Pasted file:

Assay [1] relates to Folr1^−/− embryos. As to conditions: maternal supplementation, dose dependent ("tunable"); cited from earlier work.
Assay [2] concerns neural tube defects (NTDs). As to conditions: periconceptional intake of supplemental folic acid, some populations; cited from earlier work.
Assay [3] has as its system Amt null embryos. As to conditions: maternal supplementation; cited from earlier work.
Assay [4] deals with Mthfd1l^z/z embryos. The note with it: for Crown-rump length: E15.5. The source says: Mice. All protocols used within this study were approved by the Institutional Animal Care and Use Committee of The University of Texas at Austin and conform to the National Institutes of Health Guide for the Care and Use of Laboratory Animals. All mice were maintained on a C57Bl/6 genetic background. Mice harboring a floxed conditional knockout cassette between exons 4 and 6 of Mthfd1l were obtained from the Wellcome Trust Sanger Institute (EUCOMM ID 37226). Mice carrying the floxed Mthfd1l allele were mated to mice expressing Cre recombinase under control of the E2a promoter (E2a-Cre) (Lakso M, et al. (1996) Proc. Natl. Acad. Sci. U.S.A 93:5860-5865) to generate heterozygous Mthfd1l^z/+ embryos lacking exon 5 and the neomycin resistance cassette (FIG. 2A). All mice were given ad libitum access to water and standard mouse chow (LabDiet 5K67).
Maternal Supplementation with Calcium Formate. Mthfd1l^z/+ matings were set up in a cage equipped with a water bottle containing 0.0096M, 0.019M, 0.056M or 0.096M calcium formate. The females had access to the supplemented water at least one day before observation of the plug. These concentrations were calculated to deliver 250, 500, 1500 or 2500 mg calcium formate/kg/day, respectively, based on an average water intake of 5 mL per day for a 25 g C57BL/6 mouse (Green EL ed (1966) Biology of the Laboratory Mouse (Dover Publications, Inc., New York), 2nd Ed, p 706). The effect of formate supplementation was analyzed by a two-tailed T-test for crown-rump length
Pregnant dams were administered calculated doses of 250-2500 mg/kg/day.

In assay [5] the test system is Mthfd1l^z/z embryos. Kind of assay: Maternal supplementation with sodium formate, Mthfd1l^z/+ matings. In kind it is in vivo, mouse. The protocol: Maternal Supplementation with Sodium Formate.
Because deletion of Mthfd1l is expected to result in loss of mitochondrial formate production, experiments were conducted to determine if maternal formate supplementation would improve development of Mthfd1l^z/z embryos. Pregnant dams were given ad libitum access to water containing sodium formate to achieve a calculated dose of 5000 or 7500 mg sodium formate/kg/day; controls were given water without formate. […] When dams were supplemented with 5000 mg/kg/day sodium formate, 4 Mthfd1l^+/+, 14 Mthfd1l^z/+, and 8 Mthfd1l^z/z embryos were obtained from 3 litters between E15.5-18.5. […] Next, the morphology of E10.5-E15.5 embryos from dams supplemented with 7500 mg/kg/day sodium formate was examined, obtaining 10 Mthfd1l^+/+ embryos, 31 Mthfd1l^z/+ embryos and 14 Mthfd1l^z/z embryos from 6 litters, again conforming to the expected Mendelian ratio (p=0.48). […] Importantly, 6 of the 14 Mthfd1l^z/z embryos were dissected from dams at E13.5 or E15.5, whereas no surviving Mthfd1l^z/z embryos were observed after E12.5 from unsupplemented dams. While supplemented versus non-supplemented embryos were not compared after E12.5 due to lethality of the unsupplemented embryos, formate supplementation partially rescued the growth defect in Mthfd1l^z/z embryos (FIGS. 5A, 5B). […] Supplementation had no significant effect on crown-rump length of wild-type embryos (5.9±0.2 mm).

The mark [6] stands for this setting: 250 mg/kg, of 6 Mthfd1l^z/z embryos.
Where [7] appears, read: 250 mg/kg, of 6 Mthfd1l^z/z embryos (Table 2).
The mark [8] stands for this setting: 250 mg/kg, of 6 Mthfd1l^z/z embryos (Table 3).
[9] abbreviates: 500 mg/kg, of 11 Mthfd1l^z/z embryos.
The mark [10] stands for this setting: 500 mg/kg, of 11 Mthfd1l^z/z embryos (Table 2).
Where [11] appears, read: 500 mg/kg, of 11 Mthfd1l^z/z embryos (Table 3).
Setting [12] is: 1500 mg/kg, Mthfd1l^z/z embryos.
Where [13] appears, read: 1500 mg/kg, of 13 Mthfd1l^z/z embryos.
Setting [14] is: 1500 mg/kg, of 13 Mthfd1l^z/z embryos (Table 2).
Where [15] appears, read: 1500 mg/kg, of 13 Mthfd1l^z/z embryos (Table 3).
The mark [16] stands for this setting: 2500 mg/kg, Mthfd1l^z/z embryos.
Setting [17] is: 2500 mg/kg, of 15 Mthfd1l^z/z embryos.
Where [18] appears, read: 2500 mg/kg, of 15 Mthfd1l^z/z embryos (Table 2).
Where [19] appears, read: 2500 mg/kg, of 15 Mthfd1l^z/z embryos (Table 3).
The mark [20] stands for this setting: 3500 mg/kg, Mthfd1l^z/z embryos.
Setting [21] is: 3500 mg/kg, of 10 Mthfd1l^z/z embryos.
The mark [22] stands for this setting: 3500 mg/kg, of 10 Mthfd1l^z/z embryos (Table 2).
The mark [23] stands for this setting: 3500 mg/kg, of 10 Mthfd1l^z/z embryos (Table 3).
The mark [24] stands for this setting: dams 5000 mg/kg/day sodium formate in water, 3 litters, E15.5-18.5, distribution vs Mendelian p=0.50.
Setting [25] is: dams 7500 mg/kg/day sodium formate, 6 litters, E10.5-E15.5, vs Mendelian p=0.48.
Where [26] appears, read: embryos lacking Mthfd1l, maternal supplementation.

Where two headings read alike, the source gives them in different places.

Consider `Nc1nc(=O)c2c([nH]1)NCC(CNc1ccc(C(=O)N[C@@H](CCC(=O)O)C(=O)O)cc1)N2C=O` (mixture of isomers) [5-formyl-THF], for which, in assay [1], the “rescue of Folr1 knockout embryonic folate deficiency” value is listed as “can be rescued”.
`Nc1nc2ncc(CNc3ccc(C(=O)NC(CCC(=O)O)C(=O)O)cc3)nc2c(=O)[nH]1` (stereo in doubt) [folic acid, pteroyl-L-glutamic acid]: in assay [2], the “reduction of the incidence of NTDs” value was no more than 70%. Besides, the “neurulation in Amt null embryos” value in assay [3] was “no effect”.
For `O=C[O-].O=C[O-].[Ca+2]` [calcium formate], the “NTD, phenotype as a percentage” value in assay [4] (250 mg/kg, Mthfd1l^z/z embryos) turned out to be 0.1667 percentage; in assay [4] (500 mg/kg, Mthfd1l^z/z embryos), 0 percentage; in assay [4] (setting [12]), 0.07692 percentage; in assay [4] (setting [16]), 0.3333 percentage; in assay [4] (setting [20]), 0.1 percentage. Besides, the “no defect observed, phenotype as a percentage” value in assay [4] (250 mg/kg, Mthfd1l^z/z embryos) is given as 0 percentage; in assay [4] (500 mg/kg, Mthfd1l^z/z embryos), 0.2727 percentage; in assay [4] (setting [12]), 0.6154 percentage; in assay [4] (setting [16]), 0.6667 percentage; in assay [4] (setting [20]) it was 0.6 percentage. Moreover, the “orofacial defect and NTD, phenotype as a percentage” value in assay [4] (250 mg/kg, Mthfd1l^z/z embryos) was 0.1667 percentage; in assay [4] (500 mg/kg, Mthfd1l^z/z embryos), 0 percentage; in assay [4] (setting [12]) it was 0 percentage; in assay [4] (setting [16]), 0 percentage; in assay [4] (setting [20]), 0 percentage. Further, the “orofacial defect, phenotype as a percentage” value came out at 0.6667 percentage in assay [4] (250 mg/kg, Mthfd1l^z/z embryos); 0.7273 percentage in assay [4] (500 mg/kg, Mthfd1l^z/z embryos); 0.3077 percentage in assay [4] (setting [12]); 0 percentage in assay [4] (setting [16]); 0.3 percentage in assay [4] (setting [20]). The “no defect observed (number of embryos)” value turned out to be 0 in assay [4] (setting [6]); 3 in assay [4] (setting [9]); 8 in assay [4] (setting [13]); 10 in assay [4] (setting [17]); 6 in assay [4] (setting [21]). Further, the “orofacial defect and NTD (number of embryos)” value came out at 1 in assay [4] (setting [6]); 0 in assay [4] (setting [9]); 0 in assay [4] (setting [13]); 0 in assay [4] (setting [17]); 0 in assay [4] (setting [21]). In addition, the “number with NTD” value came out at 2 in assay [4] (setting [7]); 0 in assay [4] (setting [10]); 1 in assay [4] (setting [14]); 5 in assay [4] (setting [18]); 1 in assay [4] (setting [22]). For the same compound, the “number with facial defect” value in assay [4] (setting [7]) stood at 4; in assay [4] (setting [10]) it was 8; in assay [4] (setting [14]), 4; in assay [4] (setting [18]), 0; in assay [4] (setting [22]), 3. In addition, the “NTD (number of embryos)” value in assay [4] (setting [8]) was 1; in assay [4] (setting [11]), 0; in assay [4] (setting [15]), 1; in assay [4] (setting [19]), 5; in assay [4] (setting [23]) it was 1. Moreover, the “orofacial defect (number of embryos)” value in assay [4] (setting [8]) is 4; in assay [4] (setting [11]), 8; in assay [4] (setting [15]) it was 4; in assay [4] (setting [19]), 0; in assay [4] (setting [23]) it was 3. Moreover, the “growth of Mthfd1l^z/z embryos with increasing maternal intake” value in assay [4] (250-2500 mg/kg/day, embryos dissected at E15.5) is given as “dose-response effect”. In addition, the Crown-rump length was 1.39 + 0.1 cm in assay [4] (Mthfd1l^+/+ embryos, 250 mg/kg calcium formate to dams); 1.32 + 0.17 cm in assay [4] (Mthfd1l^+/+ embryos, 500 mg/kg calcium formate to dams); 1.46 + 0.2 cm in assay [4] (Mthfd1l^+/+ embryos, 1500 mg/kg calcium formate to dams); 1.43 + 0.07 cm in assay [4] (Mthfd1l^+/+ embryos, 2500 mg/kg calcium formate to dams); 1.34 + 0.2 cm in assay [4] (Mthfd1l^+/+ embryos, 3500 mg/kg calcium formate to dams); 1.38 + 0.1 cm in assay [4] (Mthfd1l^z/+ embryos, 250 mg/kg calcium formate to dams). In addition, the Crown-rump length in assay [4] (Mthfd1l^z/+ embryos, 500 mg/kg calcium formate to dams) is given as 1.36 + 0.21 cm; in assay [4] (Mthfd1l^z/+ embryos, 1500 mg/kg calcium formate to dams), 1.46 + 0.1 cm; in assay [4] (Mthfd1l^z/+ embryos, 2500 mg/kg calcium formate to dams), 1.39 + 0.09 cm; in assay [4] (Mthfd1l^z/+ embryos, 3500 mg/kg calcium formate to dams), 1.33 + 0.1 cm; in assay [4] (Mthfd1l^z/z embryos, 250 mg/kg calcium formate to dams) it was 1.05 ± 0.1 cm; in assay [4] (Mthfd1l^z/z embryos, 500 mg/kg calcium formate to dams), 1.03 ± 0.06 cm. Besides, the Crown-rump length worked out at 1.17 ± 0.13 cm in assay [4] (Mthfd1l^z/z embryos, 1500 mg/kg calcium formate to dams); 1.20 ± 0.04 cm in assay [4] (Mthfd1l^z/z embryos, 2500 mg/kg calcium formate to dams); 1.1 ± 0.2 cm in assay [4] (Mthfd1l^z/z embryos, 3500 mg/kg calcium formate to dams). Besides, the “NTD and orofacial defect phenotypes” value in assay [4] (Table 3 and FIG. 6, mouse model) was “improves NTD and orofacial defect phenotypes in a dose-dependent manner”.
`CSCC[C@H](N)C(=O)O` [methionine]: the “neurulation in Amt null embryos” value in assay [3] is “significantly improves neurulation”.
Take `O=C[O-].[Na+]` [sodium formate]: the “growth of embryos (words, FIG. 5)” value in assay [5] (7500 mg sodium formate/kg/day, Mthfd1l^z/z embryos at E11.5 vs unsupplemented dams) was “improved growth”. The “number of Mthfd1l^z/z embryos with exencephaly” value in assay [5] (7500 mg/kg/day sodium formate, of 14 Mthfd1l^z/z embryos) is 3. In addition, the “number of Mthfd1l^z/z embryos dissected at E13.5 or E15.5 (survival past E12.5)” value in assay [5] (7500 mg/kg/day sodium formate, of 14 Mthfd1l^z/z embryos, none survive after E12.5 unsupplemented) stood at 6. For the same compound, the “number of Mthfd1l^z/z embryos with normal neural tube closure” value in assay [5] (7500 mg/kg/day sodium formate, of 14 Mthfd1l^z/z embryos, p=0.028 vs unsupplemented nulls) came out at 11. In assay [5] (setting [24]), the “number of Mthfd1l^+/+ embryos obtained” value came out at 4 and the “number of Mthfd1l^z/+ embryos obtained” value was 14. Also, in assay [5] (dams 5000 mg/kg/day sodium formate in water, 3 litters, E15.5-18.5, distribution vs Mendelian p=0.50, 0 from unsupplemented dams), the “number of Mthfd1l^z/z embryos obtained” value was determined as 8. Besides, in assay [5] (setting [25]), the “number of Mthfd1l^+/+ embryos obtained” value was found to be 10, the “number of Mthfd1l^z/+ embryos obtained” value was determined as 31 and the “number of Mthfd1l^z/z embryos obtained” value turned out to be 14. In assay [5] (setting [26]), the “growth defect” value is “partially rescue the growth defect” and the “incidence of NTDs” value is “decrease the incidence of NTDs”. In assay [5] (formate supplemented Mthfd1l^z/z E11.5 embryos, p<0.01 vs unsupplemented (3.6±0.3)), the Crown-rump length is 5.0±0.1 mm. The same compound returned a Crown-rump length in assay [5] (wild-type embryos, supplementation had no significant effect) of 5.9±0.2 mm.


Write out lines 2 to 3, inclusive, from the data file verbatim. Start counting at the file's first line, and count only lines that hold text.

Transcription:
Assay [2] concerns neural tube defects (NTDs). As to conditions: periconceptional intake of supplemental folic acid, some populations; cited from earlier work.
Assay [3] has as its system Amt null embryos. As to conditions: maternal supplementation; cited from earlier work.